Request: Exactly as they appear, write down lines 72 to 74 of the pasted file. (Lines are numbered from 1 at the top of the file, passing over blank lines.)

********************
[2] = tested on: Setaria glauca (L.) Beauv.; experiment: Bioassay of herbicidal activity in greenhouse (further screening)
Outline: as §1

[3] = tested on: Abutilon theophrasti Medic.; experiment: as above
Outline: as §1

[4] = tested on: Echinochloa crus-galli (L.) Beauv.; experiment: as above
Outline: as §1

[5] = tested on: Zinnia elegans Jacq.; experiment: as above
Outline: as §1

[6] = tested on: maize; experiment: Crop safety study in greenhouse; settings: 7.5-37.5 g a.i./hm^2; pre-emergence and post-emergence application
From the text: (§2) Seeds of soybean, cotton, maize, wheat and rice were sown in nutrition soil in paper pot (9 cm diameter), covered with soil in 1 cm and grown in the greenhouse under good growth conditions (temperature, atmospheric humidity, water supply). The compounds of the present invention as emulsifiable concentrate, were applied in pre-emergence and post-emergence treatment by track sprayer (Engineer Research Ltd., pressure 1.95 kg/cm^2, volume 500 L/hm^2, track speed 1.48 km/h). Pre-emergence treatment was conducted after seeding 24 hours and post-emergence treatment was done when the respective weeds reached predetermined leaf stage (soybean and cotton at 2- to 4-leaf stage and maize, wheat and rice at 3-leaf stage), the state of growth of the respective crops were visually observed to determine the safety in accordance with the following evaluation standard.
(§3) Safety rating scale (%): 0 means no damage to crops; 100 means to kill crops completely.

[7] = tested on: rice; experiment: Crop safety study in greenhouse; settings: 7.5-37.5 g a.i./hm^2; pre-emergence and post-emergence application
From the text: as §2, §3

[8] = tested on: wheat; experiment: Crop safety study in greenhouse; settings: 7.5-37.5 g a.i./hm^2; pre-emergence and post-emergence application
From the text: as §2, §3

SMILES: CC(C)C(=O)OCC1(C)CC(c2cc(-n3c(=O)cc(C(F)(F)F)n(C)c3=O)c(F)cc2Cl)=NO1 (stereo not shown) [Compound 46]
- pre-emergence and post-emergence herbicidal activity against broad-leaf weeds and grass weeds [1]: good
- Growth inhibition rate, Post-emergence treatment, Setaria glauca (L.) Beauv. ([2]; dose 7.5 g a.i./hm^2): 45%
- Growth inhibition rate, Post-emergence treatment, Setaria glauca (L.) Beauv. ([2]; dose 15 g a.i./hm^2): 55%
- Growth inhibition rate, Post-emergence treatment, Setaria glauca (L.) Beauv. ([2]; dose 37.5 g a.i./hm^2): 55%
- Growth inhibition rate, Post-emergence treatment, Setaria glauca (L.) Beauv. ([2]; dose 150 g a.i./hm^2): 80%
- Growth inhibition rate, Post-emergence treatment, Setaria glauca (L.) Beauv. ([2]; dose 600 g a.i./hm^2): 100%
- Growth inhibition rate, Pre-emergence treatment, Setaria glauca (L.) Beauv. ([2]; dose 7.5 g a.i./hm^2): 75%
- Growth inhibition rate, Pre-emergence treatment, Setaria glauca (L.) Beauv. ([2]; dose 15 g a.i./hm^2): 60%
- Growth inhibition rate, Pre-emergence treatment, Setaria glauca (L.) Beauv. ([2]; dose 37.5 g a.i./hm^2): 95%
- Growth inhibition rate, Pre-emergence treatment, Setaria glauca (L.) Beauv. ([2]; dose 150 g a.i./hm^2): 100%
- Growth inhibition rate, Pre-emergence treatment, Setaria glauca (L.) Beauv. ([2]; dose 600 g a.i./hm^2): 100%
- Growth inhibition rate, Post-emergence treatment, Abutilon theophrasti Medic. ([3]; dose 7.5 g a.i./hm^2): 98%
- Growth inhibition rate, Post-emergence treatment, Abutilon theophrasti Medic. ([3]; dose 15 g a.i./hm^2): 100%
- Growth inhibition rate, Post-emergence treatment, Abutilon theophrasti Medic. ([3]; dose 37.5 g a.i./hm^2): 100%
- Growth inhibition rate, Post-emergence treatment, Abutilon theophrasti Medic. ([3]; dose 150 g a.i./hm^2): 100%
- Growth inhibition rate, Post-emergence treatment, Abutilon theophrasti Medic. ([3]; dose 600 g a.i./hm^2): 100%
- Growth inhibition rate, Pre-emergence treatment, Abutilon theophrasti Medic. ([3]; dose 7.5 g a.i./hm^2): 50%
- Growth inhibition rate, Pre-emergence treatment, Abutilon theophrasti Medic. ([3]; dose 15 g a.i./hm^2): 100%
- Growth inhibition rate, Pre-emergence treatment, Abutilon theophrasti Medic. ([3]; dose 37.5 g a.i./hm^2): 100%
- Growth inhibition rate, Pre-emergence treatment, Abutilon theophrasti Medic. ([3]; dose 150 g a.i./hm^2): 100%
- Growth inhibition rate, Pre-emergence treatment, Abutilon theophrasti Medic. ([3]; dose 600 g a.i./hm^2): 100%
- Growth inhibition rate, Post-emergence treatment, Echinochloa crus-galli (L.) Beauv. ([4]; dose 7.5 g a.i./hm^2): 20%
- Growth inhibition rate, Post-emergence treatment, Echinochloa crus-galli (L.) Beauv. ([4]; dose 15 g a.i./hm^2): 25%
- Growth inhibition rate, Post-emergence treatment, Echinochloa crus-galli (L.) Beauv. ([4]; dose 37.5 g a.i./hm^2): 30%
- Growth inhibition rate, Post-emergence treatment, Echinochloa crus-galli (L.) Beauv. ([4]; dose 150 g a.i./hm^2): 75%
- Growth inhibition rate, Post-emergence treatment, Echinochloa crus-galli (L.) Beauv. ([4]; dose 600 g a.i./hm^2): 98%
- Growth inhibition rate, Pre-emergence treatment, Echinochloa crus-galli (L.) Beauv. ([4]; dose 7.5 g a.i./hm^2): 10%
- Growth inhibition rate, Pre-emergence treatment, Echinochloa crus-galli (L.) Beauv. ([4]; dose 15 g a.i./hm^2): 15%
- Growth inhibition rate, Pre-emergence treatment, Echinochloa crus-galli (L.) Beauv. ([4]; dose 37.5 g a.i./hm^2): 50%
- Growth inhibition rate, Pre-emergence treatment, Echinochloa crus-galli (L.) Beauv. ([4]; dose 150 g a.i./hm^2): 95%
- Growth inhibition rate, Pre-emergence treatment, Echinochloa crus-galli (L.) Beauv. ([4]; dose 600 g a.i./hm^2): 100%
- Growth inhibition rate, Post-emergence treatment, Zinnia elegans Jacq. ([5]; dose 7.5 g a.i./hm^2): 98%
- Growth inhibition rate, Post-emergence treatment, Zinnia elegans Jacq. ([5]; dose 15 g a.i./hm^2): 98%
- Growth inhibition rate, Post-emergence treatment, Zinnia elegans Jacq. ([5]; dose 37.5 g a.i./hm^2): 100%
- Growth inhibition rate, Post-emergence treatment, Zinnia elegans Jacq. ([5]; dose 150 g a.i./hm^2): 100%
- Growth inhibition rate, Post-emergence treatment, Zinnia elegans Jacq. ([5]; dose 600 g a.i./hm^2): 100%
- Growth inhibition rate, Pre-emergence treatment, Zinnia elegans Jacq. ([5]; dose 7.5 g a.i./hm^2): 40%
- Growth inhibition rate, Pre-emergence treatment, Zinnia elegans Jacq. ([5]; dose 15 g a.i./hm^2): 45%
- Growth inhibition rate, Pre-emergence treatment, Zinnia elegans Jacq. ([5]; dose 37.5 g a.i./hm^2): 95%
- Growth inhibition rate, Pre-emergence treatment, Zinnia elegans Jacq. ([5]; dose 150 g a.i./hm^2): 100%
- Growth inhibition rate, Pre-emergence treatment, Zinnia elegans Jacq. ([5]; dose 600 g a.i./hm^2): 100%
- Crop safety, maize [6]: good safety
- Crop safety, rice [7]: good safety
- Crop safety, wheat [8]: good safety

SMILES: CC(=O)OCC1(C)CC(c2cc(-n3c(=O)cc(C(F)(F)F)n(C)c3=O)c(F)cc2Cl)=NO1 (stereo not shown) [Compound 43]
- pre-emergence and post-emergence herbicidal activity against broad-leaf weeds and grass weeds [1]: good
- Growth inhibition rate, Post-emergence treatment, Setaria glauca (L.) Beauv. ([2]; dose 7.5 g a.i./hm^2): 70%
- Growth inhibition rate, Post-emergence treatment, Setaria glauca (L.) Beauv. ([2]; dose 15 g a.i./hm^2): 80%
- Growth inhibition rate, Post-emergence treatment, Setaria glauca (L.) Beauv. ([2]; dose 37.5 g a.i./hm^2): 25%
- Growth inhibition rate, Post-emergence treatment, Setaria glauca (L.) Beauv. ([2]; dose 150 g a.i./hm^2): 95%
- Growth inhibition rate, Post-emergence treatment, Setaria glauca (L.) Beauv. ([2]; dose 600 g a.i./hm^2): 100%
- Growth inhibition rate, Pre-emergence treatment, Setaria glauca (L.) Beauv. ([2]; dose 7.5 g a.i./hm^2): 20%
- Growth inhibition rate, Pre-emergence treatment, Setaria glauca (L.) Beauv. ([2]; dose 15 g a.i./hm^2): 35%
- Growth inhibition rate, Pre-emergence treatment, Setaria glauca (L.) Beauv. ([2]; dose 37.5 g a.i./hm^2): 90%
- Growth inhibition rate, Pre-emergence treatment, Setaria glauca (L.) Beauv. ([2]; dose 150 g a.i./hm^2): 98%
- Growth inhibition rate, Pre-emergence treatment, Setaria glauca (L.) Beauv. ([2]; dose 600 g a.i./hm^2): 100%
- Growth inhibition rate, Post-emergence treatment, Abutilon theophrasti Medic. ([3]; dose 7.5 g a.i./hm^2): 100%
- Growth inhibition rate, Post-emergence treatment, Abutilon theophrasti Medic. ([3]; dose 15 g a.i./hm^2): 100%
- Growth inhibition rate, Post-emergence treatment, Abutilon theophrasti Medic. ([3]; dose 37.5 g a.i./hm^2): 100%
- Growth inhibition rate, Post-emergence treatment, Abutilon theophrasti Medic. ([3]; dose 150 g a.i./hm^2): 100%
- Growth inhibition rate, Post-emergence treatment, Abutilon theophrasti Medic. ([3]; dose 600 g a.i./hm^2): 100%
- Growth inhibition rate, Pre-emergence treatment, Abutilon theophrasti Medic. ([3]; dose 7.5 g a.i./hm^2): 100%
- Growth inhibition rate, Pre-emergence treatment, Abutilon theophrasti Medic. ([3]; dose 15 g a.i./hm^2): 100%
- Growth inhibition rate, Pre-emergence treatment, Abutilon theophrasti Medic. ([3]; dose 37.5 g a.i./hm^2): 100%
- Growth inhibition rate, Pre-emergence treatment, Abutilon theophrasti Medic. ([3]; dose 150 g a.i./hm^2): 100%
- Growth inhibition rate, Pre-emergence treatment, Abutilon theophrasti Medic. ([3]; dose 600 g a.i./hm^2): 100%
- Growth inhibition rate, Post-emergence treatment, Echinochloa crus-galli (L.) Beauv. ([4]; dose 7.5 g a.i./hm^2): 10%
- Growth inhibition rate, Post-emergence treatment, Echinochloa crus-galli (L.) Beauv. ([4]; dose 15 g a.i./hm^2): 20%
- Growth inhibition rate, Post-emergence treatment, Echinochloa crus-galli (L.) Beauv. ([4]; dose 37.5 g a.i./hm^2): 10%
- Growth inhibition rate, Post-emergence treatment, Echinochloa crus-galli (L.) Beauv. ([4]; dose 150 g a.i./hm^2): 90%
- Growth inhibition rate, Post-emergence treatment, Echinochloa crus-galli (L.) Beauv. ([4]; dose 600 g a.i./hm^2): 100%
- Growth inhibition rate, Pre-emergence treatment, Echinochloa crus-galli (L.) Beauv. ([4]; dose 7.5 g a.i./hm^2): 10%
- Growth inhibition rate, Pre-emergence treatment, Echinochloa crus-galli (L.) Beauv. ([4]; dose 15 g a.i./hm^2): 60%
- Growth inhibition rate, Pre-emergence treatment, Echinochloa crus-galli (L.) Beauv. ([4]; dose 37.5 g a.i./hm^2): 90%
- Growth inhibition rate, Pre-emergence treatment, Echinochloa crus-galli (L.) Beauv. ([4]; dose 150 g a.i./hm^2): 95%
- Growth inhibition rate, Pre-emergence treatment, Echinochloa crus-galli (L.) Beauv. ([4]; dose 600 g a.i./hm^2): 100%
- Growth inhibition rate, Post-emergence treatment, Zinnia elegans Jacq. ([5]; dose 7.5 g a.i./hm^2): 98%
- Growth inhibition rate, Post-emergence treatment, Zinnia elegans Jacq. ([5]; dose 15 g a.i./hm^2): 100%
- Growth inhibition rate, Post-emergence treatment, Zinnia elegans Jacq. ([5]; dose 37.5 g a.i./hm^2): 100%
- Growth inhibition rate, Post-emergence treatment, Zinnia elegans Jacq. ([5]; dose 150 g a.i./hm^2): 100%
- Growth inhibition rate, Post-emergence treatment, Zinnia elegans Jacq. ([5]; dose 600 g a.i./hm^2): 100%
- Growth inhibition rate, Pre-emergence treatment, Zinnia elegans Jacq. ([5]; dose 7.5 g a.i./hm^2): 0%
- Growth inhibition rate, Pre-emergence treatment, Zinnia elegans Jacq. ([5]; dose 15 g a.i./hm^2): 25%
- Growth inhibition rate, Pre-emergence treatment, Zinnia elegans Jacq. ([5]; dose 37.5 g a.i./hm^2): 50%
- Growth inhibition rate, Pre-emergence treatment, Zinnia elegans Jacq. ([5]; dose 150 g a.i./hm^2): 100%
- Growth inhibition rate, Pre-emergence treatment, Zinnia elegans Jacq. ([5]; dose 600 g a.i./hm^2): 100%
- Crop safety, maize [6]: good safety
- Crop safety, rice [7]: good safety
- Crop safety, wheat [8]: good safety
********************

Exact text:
- Growth inhibition rate, Pre-emergence treatment, Setaria glauca (L.) Beauv. ([2]; dose 600 g a.i./hm^2): 100%
- Growth inhibition rate, Post-emergence treatment, Abutilon theophrasti Medic. ([3]; dose 7.5 g a.i./hm^2): 100%
- Growth inhibition rate, Post-emergence treatment, Abutilon theophrasti Medic. ([3]; dose 15 g a.i./hm^2): 100%